The Transition to a Market Economy: Did Former Soviet Republics Fail?

This semester I am participating in a reading group with undergraduate students that focuses on the history and prospects for capitalism and socialism. Lately we have been reading Joseph Stiglitz, who has long argued that China’s transition to a market economy has gone much better than the former Soviet Union. Gradual transition is superior to “shock therapy,” according to Stiglitz.

There’s an extent to which this is true. If we just look at economic growth rates since, say, 1995, China has clearly outpaced Russia.

Source: Our World in Data

It’s hard to know exactly what year to start, since GDP figures for former planned economies immediately after transition aren’t reliable, but the start date is mostly irrelevant for everything I’ll say here (please play around with the start year in the charts to see if I’m cherry-picking years). 1995 seems a reasonable enough year to start for reliable post-transition starting point.

As we see above, while Russia has had a rough doubling of GDP per capita since 1995 (respectable, and yes, it’s all adjusted for inflation!), China has soared almost 600%. Wow! But this is something of a cheat. Despite all that growth, average income in China is still lower than Russia: only about 60% of Russia in 2020. China started from a much lower level, meaning that faster growth, while not guaranteed, is at least easier to achieve. In fact, if we go back to 1978, when China’s first reforms began, GDP per capita in the Former USSR was about 6 times as high as China (that’s according to the latest Maddison Project estimates, which will always be speculative for non-market economies, but are the best we have).

Furthermore, Russia hasn’t really transitioned to a democracy either. China clearly hasn’t, but no one doubts that. But despite having the outward symbols of democracy (elections, a legislature, etc.), Russia still scores low on most indexes of democracy and civil liberties. For example, Freedom House scores them at 19/100, a little better than China (9/100), but nothing like Western Europe.

So, did the quick transition to market economies fail? Not so fast. While it did fail in Russia, in most of Eastern Europe and the eastern part of the former USSR it seems to have been a major success. Take a look at this chart, which shows the former Soviet Republics in and near Europe (I exclude Central Asian FSRs).

Source: Our World in Data

Russia, along with Ukraine (hello, current events), have been by far the worst economic performers since 1995. While no one has quite matched China (note: none were as poor as China in 1995), the performance has been far superior to Russia.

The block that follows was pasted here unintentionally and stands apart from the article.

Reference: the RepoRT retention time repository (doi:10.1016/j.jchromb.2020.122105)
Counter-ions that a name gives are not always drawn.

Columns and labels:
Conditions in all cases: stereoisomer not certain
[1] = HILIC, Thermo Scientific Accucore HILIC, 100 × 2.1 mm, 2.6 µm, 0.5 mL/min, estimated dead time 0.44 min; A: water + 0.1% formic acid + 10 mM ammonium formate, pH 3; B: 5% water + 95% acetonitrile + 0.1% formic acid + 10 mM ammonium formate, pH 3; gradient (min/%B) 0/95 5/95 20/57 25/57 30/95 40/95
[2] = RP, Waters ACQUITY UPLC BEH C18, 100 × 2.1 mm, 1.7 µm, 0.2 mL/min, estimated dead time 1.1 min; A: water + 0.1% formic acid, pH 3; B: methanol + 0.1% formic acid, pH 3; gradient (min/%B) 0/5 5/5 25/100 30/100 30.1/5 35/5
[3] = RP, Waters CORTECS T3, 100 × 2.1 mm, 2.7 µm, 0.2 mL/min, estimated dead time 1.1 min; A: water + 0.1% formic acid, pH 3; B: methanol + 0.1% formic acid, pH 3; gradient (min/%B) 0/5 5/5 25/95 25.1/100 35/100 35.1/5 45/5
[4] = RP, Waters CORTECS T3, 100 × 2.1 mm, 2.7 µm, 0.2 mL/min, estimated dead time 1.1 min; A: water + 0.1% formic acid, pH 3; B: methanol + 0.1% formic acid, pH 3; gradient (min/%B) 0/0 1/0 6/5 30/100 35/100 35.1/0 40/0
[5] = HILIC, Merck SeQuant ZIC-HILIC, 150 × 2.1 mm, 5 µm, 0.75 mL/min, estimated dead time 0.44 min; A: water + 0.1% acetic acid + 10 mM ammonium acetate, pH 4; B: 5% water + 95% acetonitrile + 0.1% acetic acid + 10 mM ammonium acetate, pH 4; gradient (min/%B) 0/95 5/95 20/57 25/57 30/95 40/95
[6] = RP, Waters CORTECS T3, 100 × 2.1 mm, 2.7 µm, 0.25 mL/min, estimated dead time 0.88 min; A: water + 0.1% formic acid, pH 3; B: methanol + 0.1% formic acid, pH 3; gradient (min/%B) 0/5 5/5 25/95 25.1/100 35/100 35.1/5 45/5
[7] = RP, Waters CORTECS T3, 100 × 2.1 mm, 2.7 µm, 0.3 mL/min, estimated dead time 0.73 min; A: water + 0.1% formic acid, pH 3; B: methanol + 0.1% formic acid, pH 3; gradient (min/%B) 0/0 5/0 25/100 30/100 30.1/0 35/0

The South Caucasus countries (Armenia, Azerbaijan, and Georgia), with the lowest incomes at the start, saw growth rates between 300% and 400% (again, these are adjusted for inflation). Not quite China levels, but not bad!

The Baltic countries (Estonia, Latvia, and Lithuania) started from the higher income levels, similar to Russia in 1995. But they have seen spectacular growth and are now much richer than Russia. In fact, according to the latest IMF estimates, in 2021 Estonia and Lithuania are now over $40,000 per person, putting them equal to Spain and closing in on Japan and Italy.

And speaking of the Baltic states, they also illustrate the simultaneous transition to democracy is also possible. Look again at the Freedom House map. They have scores right around 90/100, similar to France and Germany, and even beating the US! The transition to democracy has clearly not worked everywhere (Belarus and Azerbaijan, in addition to Russia), but it’s not self-evident that a fast transition can’t work. I think just about anyone today would pick Estonia over China. They are also all now full EU and NATO member states. Clearly a success story in the Baltics.

Finally, there are attempts to measure how market-oriented an economy is. This is a tricky thing to do, but I think the Fraser Institute does a very good job. What do they find? Among the 20 most market-oriented economies in the world, five are former Soviet Republics! The Baltic states, plus Georgia and Armenia (the competing index from Heritage doesn’t rank Armenia as high but agrees on the Baltic states). Of course, other former Soviet Republics rank much worse, with Ukraine near the bottom. Clearly, the transition to a market economy can go poorly too (though Ukraine has made decent progress on the democratic transition).

Now, in the end, Russia is important. It was the core nation of the former USSR, as well as the largest by both population and area. We can’t ignore Russia. But Russia’s transition to a kinda-sorta-market economy (Fraser ranks them in 100th place), for all its failures, does not seem to make the broader point that a fast transition for socialism is necessarily a bad idea.

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